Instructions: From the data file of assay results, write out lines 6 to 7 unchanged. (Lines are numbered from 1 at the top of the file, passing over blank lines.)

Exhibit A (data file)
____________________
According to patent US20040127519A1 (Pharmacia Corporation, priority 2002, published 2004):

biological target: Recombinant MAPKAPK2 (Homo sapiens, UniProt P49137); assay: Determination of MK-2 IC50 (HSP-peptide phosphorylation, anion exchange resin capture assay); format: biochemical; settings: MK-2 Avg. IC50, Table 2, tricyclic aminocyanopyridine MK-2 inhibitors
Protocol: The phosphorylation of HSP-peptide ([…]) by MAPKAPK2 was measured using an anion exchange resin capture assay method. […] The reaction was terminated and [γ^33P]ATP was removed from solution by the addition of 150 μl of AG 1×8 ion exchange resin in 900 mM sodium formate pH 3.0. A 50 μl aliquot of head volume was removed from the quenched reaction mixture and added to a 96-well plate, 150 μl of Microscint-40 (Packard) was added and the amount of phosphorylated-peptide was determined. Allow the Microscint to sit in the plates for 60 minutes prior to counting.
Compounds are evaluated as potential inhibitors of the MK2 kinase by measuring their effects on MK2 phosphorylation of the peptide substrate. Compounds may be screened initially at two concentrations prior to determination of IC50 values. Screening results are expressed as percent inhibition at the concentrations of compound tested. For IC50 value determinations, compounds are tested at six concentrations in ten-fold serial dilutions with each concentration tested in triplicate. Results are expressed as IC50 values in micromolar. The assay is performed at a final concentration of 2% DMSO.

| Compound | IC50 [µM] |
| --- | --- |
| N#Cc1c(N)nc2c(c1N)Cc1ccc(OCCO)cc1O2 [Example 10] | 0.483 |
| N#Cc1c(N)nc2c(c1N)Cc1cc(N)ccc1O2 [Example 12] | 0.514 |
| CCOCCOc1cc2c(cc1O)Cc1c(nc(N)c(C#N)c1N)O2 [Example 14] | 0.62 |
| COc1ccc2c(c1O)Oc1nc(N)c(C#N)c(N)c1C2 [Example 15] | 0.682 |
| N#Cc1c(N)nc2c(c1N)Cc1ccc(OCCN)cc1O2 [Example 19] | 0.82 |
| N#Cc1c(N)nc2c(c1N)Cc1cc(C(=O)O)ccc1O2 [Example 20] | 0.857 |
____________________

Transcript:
| --- | --- |
| N#Cc1c(N)nc2c(c1N)Cc1ccc(OCCO)cc1O2 [Example 10] | 0.483 |